Wall Township approves affordable housing settlement

The Wall Township planning board has completed a redevelopment study for a section off Route 35. FILE PHOTO

WALL TOWNSHIP — A court settlement on the township’s latest affordable-housing mandate, which sets the number and location for nearly a thousand units at a dozen sites throughout the township through the year 2025, has been approved by the township committee.

The vote came shortly before midnight on Wednesday, following a four-hour public forum that included a PowerPoint presentation by officials explaining the history, details and rationale for the settlement plan, as well as a lengthy question-and-answer session for residents. About 70 residents attended the meeting at the municipal complex.

All municipalities in New Jersey must fulfill state-ordered affordable-housing obligations.

The settlement sets the township’s affordable-housing units requirement at 1,250 units, but the township is expected to earn bonus credits that nullify about a quarter of those units, leaving a mandate of 937 actual units, officials said.

The settlement agreement with the housing advocate group Fair Share Housing Center was reached in June at state Superior Court in Freehold. Wall Township’s plan still must undergo a court fairness hearing in October and a court compliance hearing several months later, before it is locked in and the township gains immunity from builders’ lawsuits.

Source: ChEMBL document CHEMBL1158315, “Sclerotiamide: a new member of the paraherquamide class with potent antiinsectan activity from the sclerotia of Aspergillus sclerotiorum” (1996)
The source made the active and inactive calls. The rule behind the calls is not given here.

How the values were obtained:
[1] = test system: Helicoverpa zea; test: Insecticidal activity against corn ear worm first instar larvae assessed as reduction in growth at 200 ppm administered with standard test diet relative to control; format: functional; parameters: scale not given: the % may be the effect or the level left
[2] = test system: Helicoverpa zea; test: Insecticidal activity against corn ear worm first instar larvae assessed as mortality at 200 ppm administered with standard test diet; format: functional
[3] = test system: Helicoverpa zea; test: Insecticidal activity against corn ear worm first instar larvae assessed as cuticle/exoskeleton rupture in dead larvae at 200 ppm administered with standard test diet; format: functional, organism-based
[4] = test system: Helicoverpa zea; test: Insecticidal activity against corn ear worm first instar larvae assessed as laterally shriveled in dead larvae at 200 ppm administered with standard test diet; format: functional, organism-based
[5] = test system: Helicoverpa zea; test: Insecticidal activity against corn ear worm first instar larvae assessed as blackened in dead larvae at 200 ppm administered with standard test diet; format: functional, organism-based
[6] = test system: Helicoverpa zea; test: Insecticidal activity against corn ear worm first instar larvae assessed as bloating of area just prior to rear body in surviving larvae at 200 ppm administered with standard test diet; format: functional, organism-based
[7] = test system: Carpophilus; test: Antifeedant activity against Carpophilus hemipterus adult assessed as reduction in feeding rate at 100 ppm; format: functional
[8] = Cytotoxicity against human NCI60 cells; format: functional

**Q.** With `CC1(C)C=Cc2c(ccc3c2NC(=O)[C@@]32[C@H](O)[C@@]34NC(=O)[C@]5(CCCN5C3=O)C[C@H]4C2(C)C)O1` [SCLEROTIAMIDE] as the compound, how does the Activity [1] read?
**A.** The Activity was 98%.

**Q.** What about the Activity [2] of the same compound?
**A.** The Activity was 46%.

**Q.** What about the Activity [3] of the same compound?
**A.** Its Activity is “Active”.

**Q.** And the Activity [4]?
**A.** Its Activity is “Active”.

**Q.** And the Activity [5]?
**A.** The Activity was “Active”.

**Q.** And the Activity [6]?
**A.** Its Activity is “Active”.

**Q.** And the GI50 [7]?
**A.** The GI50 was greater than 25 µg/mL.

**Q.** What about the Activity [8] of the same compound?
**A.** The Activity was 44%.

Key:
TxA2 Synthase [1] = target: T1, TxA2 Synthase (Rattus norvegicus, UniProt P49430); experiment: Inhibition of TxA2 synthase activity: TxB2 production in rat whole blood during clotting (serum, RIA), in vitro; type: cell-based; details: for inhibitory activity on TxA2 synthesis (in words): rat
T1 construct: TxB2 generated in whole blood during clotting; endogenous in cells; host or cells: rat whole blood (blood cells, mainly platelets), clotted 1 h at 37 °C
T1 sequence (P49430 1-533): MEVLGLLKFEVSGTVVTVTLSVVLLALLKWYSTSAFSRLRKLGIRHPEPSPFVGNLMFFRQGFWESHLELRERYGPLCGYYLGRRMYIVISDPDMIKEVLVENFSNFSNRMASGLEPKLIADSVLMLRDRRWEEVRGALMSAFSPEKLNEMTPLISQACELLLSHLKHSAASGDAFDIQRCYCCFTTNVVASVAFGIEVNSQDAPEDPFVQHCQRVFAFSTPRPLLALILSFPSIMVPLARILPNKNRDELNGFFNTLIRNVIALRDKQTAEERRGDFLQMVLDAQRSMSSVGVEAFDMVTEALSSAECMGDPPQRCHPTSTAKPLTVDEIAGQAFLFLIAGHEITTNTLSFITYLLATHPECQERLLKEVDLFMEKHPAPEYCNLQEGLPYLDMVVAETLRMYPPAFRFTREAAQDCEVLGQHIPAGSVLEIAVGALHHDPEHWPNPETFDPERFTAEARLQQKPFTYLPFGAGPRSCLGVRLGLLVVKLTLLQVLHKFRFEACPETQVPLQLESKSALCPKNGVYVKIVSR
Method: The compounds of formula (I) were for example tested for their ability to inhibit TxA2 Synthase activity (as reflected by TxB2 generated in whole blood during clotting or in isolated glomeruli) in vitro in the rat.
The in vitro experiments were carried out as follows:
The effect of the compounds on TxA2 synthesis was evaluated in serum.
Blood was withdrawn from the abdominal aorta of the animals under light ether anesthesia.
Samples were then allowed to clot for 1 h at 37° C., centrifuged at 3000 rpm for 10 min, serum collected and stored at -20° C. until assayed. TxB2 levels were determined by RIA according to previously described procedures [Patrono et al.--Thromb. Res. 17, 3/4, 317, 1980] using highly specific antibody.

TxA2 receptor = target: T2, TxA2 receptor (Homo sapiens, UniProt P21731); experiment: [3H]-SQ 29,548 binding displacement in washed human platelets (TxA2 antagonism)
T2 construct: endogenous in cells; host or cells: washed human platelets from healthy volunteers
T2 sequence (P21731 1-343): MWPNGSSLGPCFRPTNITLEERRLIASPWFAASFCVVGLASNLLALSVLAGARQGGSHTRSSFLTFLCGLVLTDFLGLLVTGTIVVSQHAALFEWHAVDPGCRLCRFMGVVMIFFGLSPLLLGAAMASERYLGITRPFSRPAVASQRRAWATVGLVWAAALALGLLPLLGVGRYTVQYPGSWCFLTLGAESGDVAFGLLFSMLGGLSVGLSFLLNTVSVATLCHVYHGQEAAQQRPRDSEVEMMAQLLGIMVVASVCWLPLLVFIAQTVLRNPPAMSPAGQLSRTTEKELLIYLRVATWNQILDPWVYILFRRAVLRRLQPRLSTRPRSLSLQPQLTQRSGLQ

Residents asked a wide variety of questions about the possible implications of the plan and how it would be implemented. Several emphasized that they are not opposed to creating more affordable housing in Wall, but they object to the overall density when affordable units are tucked into larger developments with numerous market-rate units.

Township Administrator Jeffry Bertrand agreed, and said township officials worked hard to keep the numbers as low as possible.

“It’s not about affordable housing. It’s about density, the mass number of units and over-development of our community,” he said.

“While we are pleased with our ability to negotiate a settlement that we think is best for Wall Township, we don’t like the subject matter … Forced planning is not something we are happy about,” he said.

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